Friday, June 17, 2011

Shirley's Novel "Leave. Stay" LUW First Chapter Contest 2nd Place Winner 2010

Grace Christian

I’m right here, to your left and a little in front of you. There. The woman staring blankly at the apples. You think I’m trying to decide between Jonagolds and Red Delicious. I pick up several apples, put them down again. It’s not that I can’t decide, it’s that I can’t remember why I’m here. I can’t connect the object with the word. The word with the task. Apple. You reach past me for the plastic bags so that you can choose your own produce and get back to your list of vital to-do’s. I used to do that too. Apple. I hear you huff a little, wishing I’d make it easier to get to the oranges, but you barely see me. I’m used to that. I’m easy to miss, even as disheveled as I am. Pajama pants, flannel-lined hoodie, flip flops. I think I combed my hair this morning, but it’s too much work to try to remember.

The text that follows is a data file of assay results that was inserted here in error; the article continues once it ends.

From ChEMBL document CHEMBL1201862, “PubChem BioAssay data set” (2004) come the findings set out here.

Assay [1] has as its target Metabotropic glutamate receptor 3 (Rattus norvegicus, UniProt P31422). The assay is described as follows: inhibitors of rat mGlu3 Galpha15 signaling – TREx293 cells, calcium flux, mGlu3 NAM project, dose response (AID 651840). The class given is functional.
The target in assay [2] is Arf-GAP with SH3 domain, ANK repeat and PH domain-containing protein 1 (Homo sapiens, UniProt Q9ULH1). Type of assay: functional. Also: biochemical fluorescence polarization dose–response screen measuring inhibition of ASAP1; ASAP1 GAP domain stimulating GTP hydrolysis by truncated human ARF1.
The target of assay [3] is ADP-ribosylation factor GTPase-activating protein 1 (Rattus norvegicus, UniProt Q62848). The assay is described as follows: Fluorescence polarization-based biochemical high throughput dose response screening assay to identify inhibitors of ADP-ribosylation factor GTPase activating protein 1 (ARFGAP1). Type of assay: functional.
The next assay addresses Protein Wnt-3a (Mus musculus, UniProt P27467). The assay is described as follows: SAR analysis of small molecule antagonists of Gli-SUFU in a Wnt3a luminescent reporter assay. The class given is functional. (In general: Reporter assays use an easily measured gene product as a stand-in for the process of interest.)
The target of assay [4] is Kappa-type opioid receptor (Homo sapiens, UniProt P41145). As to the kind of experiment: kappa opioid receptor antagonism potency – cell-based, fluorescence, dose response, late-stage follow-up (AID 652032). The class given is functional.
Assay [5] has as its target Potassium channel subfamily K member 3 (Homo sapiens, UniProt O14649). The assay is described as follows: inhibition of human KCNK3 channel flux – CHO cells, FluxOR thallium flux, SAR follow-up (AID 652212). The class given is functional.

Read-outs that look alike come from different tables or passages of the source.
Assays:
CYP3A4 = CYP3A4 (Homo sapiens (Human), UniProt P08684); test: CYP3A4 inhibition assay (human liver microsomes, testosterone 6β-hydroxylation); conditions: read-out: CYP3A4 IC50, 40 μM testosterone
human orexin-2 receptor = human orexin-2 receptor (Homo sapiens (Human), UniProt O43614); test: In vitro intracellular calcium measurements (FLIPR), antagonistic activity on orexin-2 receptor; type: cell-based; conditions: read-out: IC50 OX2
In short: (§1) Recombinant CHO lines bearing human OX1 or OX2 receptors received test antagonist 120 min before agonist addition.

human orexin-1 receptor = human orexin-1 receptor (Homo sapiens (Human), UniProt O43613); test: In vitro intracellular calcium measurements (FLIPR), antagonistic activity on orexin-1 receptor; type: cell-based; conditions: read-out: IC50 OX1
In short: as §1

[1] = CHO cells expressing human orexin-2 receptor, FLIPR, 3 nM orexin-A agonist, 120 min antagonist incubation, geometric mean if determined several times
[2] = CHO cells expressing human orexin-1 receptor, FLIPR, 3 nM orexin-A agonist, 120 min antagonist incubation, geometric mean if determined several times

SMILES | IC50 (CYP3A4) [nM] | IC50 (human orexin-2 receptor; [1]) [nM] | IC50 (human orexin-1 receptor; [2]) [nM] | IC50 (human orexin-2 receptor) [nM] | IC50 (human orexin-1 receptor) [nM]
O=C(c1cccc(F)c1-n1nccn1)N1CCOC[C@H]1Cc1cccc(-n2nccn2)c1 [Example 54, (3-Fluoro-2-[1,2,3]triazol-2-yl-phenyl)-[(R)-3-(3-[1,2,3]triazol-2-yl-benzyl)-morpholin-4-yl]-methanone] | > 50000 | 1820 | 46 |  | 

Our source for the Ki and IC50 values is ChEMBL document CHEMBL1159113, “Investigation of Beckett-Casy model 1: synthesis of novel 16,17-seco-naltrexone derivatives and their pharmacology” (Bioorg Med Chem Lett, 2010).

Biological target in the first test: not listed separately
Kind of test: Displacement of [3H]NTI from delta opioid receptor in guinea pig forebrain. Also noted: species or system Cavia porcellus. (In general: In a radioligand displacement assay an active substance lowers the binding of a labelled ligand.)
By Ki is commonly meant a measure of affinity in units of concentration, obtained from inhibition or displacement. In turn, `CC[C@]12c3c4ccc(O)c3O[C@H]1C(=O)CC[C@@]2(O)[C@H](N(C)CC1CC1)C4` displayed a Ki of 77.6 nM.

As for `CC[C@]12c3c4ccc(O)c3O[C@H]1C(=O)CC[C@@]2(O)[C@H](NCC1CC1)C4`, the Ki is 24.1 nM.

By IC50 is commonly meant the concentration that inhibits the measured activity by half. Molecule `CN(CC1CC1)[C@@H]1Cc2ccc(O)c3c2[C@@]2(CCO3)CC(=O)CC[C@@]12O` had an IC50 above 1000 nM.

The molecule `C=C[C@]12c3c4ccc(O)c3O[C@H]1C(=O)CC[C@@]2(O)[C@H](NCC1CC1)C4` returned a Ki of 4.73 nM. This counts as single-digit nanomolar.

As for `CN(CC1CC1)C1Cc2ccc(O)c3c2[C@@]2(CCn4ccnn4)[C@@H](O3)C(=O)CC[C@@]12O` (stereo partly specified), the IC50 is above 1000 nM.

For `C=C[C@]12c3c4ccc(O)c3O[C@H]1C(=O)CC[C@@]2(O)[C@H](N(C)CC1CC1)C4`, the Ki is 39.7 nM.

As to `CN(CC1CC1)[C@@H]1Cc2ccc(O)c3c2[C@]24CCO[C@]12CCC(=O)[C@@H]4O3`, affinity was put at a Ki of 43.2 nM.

You see me again near the milk. Or, rather see right past me. I’m only partly here after all. My body’s here, hand on the gallon of 2%. Milk. But my thoughts, the part of me that really is me, whoever that is anymore, well it’s a thousand miles and months away. In my head is a rancid mix of sensory triggers: his cologne, her chocolate hair, a used condom in the back of the SUV I still drive, tears in my little girl’s eyes, Christmas morning alone, mortgage payments, apples, kisses, slamming doors. Milk.

I’m the woman you honk at who hasn’t noticed the light turn green. The woman whose clothes hang like thrift store garments on odd hangers due to the loss of weight that comes with the loss of appetite that comes with the loss of a life I thought I knew. I’m the woman whose bangs hang over glitter-trimmed glasses hiding red-rimmed eyes. The woman who sighs at the energy it takes to ignore the cell phone with its “Calling All Angels” ringtone blipped into a flashing voicemail icon. I’m the woman wearing mismatched socks, locking keys in the car. The woman not wearing lipstick on dry lips from which I’ve peeled layers of skin into scarlet splotches. The woman who shrugs and nods as you count out change because I haven’t heard a word you’ve said through the drive-up window. The woman who pays, but drives off without the Happy Meals. Who sits in the car in the driveway for 20 minutes until the porch light comes on and a boy who looks familiar walks to my window. “Mom. Mom. Mom!

You forgot milk.”

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